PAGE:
Mal could feel the floor under his feet as he stumbled forward in the darkness. Even his keen elven eyes revealed nothing of his surroundings. He knew not where he was, nor even when he was, but he was used to such things. He continued on through the blackness, raising his arms out before him to feel his way. It was then that he realized that it was not dark – there was simply nothing to see.
He stood in a void of blackness. There was ground beneath his feet, or something solid anyway; he could feel it. Yet the landscape about him was nothingness. He continued forward searching for something, anything, in the void. Slowly in the distance came a shape – a speck, really – almost like a flickering star. He hastened his way toward it. As he neared it took shape; it was circular, or more egg-shaped, really. As it came more clearly into view, Mal paused. It was like a window floating in the blackness.
As he stepped closer he could see through it; on the other side was a small room with a wardrobe and a bed. Seated in front of the window was a young woman gently brushing her hair. She hummed to herself and made no reaction as Mal stepped up and greeted her. It was not a window, Mal thought to himself, but a mirror. The girl sat before a mirror with him behind it. Or was he within it? Mal raised his hand and touched the back side of the mirror. It was solid and cool, just as a glass should feel. He knocked, but the girl seemed not to hear or react.
Mal took a step back and looked around him at the emptiness. In the distance he saw another spot. He headed toward it at a casual pace. It was another mirror, this one hung in a great hall. He could tell from the tapestries that it was a human dwelling, but could not make out the region. He moved on for what seemed like hours and found countless other mirrors showing many scenes of various regions and worlds.
Mal was frustrated and exhausted. This place seemed unending. He finally plopped down on the ground next to the nearest mirror and sighed.
“What troubles you, dear?” a familiar voice whispered to him.
Mal’s eyes shot up toward the voice and the mirror from which it drifted. There he saw her standing on the other side. Her ivory hair gently flowing in the breeze and the sunlight gleaming off her perfect skin, the Lady of Mirrors looked back at him. Mal wanted to speak but did not know what to say; he had countless questions, but lacked the will to ask any of them. She stepped forward and the mirror shimmered as she passed through. Her white gown billowed about her as she glided into the blackness. She spoke softly, though she did not turn her gaze upon him – she simply looked off into the darkness, as if studying something Mal could not see.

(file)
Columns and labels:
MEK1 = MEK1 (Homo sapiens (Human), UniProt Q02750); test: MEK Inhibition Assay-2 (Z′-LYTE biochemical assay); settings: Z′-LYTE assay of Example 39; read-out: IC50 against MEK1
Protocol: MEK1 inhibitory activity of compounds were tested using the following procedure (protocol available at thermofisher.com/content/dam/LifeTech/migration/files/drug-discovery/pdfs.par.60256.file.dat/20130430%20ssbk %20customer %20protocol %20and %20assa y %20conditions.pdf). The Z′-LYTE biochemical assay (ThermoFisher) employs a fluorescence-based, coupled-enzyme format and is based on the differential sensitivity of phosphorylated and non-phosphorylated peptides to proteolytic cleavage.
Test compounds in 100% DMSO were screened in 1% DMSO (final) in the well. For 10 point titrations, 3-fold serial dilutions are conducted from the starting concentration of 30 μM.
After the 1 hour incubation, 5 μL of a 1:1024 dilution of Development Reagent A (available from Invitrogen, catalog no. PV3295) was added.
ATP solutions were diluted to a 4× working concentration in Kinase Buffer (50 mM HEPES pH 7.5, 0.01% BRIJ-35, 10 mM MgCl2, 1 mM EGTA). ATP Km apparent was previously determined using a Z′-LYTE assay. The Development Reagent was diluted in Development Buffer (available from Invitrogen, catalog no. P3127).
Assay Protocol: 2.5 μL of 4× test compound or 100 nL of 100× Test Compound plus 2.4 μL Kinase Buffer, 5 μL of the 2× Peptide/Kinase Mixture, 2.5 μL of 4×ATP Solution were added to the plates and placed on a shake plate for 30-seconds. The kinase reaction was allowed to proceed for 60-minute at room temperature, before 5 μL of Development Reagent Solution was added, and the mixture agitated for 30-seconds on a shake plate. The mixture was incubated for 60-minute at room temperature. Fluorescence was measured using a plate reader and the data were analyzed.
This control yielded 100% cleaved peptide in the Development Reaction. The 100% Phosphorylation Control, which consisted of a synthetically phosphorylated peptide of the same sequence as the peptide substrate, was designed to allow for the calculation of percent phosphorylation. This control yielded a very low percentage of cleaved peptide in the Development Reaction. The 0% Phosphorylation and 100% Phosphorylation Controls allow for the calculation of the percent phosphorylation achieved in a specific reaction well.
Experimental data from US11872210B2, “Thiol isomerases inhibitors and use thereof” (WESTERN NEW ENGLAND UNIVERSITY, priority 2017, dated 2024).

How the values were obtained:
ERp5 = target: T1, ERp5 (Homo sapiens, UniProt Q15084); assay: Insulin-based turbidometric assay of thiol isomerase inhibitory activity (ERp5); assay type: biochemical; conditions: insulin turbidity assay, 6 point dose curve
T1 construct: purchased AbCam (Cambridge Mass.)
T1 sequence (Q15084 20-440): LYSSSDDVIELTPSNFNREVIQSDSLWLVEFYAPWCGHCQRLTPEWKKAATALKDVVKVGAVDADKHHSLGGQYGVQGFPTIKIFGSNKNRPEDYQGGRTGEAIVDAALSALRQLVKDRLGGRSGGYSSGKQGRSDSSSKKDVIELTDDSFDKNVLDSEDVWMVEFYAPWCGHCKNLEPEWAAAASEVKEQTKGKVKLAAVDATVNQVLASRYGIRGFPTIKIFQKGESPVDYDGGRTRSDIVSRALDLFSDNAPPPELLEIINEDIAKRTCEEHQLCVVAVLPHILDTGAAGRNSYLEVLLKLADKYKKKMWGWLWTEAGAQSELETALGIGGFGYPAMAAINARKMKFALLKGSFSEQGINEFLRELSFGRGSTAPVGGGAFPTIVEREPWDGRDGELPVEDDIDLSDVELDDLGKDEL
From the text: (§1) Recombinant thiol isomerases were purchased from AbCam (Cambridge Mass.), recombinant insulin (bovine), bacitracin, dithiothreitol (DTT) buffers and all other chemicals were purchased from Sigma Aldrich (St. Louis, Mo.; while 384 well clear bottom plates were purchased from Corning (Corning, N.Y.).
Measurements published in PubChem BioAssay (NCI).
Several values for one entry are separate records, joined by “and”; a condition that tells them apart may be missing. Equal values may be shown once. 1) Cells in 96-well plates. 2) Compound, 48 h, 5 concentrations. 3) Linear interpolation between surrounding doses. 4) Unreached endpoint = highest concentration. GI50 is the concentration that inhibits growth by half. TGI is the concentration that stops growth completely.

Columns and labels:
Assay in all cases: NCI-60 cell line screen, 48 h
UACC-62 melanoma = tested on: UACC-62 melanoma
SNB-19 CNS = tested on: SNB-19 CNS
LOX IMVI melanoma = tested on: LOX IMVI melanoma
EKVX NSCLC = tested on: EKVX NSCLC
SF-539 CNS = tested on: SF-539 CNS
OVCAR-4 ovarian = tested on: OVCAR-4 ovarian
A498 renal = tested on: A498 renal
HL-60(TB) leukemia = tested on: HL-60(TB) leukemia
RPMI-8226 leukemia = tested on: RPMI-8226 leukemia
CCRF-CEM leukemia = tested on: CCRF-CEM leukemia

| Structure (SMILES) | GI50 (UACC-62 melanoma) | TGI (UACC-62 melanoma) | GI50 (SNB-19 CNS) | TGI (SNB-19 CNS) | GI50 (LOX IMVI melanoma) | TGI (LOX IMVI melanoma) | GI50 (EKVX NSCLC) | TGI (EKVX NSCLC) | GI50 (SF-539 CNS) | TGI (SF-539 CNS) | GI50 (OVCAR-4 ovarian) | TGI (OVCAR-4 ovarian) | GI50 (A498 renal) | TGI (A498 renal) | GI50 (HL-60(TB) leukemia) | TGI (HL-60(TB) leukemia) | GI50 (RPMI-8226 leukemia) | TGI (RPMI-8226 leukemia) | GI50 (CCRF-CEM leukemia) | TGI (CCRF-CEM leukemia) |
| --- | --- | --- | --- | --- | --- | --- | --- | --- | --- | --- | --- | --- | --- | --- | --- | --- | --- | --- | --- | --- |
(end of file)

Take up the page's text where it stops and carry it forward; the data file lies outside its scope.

“This is the Place Between Mirrors,” she began. “It seems a bit drab at first, but it really is wonderful. You seem to enjoy it when you come here.”
Mal could never remember being in this alien place before, though lack of memory was nothing new to him. Often he would find himself here or there, or wherever, with no clue as to how or when he had arrived. Generally he just went with his gut, and things slowly started to make a bit of sense.
“Well, as much as I love our conversation, I do not have much time now.” She began again. “I must be going soon. It is almost time.”
“Time for what?” Mal muttered, not even realizing he was speaking out loud.
“Nothing for you to concern yourself with. I only wish your assistance with a small task,” she said as she extended her hand, a beautiful white ribbon of the finest cloth hanging from it. It swayed slowly as if in a gentle breeze, though there was none in this strange place. Mal reach out and took the ribbon from her. She turned slowly; reaching back over her shoulders, she began to gather her hair, combing it slightly with her finger as she pulled it together. She paused and held it. Mal watched her, fixated by her every movement, how each delicate finger moved through her perfect hair.
“Mal, dear,” she said, rousing him from his daze.
Mal reached forward and tied the ribbon around her hair, just above her hands. He had never done this before, and he tried his best to produce a pretty bow. He was not successful. One loop was twice the size of the other, and the knot was nowhere near tight enough. It even slid down a bit as he pulled his hands away. Still, for all its awkwardness, the ribbon could not flaw her perfect image. Mal stepped back, frowning slightly, fearing her disapproval. She turned. Her dark eyes looked into his and she smiled. She had never done that before, at least, not that he could remember.
“Thank you,” she said softly. She looked at him for a moment, then leaned forward and whispered into his ear. She slowly tilted her head and placed a kiss upon his cheek. Mal stood rigid, his mind raced, confusion clashing with perfect clarity. She withdrew and looked him in the eye once more. A single tear traced its way down her cheek, and she smiled again.
- – - – -
Mal’s eyes shot open; his cloak, which he had been using as a blanket, fell away from him. He could hear that Talan, Sheen and the others were already up and breaking camp. He had actually been sleeping, thought the oddness of such an event eluded him in that moment – the images of the dream were still vivid in his mind, pushing other concerns aside. Most vivid was the image of her. Her last words echoed just at the edge of his mind. He struggled to hold on to them, to hear them again, to recall what she had whispered. He raised his hand to his head and saw it held a pure white ribbon, beautiful and soft. The Lady of Mirror’s last words echoed clearly in his mind as he felt the soft fabric.
“Wake up, my child.”